Yokan, a traditional Japanese jelly candy, is one of Japan’s oldest sweets. This block-shaped, translucent, subtly colored snack is unassuming in appearance, but is actually a sophisticated, Japanese dessert with countless variations appealing to modern tastes.
When it comes to traditional Japanese sweets, or wagashi, you’ve probably already heard of all the classics. You’ve already learned all about mochi and sweet and sticky dango (Japanese dumplings). The Colorful star candy konpeito and crunchy, fish-shaped cake, taiyaki has been on your radar for a while. But there’s another wagashi that more than deserves its place in the canon: yokan (Japanese jelly candy). Yokan is made from red bean paste, agar, and sugar and it is one of the oldest of Japan’s line-up of traditional confectioneries. With its block-like shape and translucent, subtle coloring, it’s also one of the most unassuming. But don’t be deceived! Yokan is a subtle, sophisticated Japanese dessert with countless variations sure to appeal to modern tastes.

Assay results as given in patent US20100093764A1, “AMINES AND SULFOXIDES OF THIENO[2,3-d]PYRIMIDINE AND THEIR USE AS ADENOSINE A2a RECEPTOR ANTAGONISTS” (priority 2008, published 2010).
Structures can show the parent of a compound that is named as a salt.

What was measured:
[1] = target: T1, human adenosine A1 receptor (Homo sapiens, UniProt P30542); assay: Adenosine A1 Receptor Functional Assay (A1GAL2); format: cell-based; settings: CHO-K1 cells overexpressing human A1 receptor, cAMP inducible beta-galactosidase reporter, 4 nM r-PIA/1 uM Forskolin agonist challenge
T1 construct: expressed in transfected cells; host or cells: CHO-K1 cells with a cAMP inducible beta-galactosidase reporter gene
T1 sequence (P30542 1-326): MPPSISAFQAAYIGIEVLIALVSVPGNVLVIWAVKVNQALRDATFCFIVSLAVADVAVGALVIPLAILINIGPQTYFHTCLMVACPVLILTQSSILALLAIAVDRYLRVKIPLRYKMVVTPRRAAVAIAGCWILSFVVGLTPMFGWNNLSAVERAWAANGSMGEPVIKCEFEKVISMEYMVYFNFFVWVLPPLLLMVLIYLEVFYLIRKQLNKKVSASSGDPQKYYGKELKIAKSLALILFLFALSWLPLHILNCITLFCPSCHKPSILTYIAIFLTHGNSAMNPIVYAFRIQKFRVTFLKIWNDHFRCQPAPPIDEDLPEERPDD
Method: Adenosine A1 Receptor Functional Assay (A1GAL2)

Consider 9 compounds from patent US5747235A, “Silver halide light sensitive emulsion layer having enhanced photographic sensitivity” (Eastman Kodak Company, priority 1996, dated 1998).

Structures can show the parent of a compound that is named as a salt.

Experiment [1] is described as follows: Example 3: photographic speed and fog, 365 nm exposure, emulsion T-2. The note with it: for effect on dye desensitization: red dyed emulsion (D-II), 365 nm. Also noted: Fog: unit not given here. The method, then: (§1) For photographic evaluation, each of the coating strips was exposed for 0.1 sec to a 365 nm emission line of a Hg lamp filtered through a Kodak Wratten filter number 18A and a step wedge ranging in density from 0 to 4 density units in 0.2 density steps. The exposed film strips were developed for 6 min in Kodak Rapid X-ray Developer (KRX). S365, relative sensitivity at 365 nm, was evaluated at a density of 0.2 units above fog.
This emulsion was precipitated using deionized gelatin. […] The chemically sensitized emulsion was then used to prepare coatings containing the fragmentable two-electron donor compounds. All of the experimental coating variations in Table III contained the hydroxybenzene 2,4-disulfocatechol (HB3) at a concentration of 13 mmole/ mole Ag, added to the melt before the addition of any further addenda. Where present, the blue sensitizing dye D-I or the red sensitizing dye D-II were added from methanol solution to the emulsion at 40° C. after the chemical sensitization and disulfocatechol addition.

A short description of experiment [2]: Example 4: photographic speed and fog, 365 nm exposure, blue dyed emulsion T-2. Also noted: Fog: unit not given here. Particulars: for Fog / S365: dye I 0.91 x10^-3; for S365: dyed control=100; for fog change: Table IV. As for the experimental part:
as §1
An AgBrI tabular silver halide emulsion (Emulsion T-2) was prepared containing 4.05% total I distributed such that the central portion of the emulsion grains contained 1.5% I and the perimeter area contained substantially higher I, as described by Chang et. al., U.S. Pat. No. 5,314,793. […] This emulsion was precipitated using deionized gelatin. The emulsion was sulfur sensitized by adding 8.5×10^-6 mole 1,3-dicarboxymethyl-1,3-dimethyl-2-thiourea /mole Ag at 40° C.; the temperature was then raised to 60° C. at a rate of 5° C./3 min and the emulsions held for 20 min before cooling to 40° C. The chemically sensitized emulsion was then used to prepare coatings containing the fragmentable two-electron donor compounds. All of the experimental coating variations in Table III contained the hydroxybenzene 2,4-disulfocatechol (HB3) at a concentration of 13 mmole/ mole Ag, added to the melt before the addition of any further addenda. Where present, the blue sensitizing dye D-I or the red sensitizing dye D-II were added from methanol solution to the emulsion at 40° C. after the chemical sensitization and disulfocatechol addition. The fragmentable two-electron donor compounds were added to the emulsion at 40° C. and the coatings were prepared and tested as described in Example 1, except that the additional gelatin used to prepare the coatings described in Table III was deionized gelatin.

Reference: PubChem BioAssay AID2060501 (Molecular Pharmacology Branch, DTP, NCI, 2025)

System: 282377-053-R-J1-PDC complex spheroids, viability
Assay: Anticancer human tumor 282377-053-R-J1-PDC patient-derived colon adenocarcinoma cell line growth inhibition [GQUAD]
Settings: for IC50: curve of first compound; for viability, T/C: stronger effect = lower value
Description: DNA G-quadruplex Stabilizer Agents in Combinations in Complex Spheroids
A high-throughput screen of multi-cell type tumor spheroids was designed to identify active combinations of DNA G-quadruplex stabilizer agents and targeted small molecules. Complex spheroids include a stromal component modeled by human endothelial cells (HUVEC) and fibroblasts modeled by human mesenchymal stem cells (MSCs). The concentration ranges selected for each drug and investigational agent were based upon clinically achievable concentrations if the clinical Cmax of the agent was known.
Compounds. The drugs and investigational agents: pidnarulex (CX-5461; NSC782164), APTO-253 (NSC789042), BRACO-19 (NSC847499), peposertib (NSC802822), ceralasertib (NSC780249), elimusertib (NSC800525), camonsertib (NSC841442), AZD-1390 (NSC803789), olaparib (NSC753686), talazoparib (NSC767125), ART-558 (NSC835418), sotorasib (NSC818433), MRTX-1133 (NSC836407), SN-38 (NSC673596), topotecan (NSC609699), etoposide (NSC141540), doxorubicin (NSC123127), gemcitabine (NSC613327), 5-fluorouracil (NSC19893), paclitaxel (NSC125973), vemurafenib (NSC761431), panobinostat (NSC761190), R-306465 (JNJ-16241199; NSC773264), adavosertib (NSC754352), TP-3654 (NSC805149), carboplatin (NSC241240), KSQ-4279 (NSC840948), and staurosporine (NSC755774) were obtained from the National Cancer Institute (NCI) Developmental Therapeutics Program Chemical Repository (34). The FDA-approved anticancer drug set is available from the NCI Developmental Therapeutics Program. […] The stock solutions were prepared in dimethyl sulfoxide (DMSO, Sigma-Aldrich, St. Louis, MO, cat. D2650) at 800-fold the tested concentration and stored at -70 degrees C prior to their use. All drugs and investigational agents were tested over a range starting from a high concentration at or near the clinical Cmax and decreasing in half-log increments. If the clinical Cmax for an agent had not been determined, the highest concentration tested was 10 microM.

The History of Yokan
Yokan was first introduced to Japan from China in around 1191. The word itself contains a number of clues as to the origins of this jelly dessert. Yokan, written 羊羹, contains both the Chinese character for “sheep” (羊) and “broth” (羹). Originally, it was a Chinese jelly derived from boiling sheep gelatin while making mutton soup. Once cooled, the gelatin in the soup solidified into a texture similar to jelly. However, the monks who imported the dish into Japan were Buddhists devoted to vegetarianism. As such, a new version of yokan was developed using Japanese azuki beans, also called sweet red beans, anko, or adzuki beans. This is the yokan we’re familiar with today.
Types of Yokan
There are three main types of yokan being made today: neri (paste), mizu (water), and mushi (steamed). Neri yokan is the quintessential Japanese jelly candy, using a sizable portion of agar to make the resulting jelly stiff and paste-like. Mizu yokan, on the other hand, uses less agar and more water, producing a lighter, smoother jelly. Thanks to its high water content, it is especially popular during the summertime, when it’s consumed as a sweet, refreshing snack. Finally, mushi yokan omits agar entirely, giving the jelly structure by incorporating wheat or arrowroot flour and steaming the result.
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Although typically made using sweet red bean paste, another variety of yokan is made using shiro-an, or white kidney bean paste instead. The difference in taste is subtle, creating a jelly that is milder and milkier than the traditional version. Yokan using shiro-an can also be made any of the three ways above, and some yokan artisans even like to use both white kidney bean and red bean paste in order to create elaborate, eye-catching patterns in their jelly.